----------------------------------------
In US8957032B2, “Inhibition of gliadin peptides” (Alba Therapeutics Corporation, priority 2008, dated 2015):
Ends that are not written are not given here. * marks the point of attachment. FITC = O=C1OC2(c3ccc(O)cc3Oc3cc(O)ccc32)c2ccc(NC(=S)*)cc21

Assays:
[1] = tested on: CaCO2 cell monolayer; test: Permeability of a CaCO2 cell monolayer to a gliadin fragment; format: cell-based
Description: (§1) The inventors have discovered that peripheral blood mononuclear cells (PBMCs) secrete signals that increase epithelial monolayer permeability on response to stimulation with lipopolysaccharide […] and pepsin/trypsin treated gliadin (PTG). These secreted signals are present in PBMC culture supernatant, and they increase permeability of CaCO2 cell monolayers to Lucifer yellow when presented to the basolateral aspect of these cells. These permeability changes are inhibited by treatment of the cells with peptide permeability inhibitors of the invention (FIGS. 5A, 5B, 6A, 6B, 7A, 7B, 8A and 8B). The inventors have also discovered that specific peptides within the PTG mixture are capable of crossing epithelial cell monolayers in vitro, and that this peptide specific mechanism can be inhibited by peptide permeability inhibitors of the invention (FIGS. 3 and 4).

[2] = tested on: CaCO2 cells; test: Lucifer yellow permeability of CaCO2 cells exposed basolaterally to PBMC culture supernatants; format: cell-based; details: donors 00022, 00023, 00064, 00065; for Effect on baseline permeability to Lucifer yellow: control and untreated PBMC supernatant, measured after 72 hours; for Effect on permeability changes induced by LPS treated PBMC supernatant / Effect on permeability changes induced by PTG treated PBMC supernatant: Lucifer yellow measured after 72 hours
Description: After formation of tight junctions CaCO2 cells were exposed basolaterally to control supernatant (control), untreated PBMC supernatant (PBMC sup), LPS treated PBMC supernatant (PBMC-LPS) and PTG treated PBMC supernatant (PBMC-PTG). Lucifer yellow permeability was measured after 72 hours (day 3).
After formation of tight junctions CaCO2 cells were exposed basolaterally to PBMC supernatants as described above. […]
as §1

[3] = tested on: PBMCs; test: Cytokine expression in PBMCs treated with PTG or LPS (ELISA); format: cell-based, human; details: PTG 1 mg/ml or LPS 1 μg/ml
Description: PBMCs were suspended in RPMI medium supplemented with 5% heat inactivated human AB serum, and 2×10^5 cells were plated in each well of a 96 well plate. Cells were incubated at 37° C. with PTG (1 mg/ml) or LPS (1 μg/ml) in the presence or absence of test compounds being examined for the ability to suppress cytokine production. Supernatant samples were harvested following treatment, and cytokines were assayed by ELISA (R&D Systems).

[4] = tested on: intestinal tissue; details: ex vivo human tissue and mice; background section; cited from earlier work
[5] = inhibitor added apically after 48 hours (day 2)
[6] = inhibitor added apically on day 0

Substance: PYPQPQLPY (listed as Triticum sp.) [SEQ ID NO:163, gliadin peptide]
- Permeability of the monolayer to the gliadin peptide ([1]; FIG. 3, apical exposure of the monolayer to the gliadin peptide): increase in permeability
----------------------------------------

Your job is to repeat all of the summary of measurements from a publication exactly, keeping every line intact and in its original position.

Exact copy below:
In US8957032B2, “Inhibition of gliadin peptides” (Alba Therapeutics Corporation, priority 2008, dated 2015):
Ends that are not written are not given here. * marks the point of attachment. FITC = O=C1OC2(c3ccc(O)cc3Oc3cc(O)ccc32)c2ccc(NC(=S)*)cc21

Assays:
[1] = tested on: CaCO2 cell monolayer; test: Permeability of a CaCO2 cell monolayer to a gliadin fragment; format: cell-based
Description: (§1) The inventors have discovered that peripheral blood mononuclear cells (PBMCs) secrete signals that increase epithelial monolayer permeability on response to stimulation with lipopolysaccharide […] and pepsin/trypsin treated gliadin (PTG). These secreted signals are present in PBMC culture supernatant, and they increase permeability of CaCO2 cell monolayers to Lucifer yellow when presented to the basolateral aspect of these cells. These permeability changes are inhibited by treatment of the cells with peptide permeability inhibitors of the invention (FIGS. 5A, 5B, 6A, 6B, 7A, 7B, 8A and 8B). The inventors have also discovered that specific peptides within the PTG mixture are capable of crossing epithelial cell monolayers in vitro, and that this peptide specific mechanism can be inhibited by peptide permeability inhibitors of the invention (FIGS. 3 and 4).

[2] = tested on: CaCO2 cells; test: Lucifer yellow permeability of CaCO2 cells exposed basolaterally to PBMC culture supernatants; format: cell-based; details: donors 00022, 00023, 00064, 00065; for Effect on baseline permeability to Lucifer yellow: control and untreated PBMC supernatant, measured after 72 hours; for Effect on permeability changes induced by LPS treated PBMC supernatant / Effect on permeability changes induced by PTG treated PBMC supernatant: Lucifer yellow measured after 72 hours
Description: After formation of tight junctions CaCO2 cells were exposed basolaterally to control supernatant (control), untreated PBMC supernatant (PBMC sup), LPS treated PBMC supernatant (PBMC-LPS) and PTG treated PBMC supernatant (PBMC-PTG). Lucifer yellow permeability was measured after 72 hours (day 3).
After formation of tight junctions CaCO2 cells were exposed basolaterally to PBMC supernatants as described above. […]
as §1

[3] = tested on: PBMCs; test: Cytokine expression in PBMCs treated with PTG or LPS (ELISA); format: cell-based, human; details: PTG 1 mg/ml or LPS 1 μg/ml
Description: PBMCs were suspended in RPMI medium supplemented with 5% heat inactivated human AB serum, and 2×10^5 cells were plated in each well of a 96 well plate. Cells were incubated at 37° C. with PTG (1 mg/ml) or LPS (1 μg/ml) in the presence or absence of test compounds being examined for the ability to suppress cytokine production. Supernatant samples were harvested following treatment, and cytokines were assayed by ELISA (R&D Systems).

[4] = tested on: intestinal tissue; details: ex vivo human tissue and mice; background section; cited from earlier work
[5] = inhibitor added apically after 48 hours (day 2)
[6] = inhibitor added apically on day 0

Substance: PYPQPQLPY (listed as Triticum sp.) [SEQ ID NO:163, gliadin peptide]
- Permeability of the monolayer to the gliadin peptide ([1]; FIG. 3, apical exposure of the monolayer to the gliadin peptide): increase in permeability